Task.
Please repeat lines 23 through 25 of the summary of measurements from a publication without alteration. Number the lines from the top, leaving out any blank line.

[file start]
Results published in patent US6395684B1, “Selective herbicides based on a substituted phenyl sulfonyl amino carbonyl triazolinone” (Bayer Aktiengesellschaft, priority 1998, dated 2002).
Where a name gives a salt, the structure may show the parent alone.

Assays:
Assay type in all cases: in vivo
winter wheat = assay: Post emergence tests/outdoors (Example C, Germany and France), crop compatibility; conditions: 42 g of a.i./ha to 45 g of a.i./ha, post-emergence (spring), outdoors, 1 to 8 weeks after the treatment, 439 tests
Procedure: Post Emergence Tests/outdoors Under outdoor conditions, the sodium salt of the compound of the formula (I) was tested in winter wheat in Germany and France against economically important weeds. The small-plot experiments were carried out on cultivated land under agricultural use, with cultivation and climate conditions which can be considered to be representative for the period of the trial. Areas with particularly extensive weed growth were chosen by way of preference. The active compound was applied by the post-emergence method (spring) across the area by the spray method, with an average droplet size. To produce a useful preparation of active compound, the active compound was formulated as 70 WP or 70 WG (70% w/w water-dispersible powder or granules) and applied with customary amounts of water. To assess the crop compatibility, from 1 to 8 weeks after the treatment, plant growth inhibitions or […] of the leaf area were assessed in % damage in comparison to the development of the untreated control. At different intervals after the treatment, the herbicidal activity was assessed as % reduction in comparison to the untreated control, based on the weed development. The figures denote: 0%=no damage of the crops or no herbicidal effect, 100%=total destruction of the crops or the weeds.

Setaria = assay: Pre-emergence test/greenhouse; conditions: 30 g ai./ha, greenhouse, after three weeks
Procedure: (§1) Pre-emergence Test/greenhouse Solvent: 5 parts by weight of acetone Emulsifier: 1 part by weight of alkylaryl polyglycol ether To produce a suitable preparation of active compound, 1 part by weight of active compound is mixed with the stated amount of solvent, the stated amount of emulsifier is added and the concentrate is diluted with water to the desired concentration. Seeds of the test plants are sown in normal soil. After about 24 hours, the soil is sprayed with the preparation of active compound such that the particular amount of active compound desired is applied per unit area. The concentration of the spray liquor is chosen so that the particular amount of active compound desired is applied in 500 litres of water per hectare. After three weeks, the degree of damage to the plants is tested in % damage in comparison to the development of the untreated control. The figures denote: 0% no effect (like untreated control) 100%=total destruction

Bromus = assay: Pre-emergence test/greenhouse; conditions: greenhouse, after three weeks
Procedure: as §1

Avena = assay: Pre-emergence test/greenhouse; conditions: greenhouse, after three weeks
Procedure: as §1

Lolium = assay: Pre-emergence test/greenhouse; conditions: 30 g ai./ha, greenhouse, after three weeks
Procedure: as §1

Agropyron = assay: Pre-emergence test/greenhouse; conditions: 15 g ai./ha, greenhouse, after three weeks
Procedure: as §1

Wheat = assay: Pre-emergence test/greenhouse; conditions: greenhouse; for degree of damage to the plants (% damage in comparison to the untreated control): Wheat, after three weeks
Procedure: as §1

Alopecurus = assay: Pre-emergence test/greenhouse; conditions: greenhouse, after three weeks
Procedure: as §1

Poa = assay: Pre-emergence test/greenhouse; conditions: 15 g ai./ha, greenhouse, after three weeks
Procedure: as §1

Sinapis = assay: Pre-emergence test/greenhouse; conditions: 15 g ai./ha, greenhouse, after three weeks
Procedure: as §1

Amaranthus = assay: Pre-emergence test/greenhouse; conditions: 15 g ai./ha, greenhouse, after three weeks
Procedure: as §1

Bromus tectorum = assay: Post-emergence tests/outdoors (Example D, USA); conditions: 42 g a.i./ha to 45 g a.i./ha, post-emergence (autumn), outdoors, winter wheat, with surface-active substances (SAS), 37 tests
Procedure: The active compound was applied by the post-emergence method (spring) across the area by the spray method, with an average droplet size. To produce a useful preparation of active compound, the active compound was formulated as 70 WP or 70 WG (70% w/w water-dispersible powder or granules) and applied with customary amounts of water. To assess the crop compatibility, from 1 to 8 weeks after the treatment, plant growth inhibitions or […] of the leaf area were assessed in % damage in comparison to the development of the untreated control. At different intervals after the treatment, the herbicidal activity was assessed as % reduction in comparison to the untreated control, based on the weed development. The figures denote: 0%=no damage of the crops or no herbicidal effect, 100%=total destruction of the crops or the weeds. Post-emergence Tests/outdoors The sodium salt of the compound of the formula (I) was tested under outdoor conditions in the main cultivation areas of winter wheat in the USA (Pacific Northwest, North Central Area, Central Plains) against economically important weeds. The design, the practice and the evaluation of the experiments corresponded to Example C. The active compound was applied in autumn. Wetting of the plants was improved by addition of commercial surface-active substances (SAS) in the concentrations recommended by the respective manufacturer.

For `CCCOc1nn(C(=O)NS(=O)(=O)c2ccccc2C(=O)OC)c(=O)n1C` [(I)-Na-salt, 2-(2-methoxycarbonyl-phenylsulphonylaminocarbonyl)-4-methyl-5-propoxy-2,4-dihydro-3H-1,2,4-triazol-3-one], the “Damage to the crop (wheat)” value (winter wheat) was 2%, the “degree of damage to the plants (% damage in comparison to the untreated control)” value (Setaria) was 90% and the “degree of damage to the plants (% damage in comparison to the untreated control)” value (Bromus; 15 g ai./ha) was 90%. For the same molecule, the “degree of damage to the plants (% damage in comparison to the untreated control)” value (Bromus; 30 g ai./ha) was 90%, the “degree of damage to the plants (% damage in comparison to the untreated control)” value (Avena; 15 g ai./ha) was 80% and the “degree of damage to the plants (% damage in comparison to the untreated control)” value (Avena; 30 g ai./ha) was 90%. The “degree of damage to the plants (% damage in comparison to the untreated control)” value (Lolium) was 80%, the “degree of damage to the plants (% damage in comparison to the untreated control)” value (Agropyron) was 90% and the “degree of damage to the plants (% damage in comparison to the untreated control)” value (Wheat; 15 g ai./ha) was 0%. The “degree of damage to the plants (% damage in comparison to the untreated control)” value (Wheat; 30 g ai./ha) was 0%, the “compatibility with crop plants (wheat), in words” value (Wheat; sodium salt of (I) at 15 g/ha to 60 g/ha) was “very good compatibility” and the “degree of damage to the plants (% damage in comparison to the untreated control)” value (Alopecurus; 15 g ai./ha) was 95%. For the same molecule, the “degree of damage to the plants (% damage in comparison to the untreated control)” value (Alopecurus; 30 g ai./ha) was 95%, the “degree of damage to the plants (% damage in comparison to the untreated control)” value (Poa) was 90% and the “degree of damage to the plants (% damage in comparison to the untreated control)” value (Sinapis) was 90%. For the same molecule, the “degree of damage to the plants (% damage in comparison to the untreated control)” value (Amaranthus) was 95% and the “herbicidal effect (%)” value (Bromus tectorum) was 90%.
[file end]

Sinapis = assay: Pre-emergence test/greenhouse; conditions: 15 g ai./ha, greenhouse, after three weeks
Procedure: as §1

Amaranthus = assay: Pre-emergence test/greenhouse; conditions: 15 g ai./ha, greenhouse, after three weeks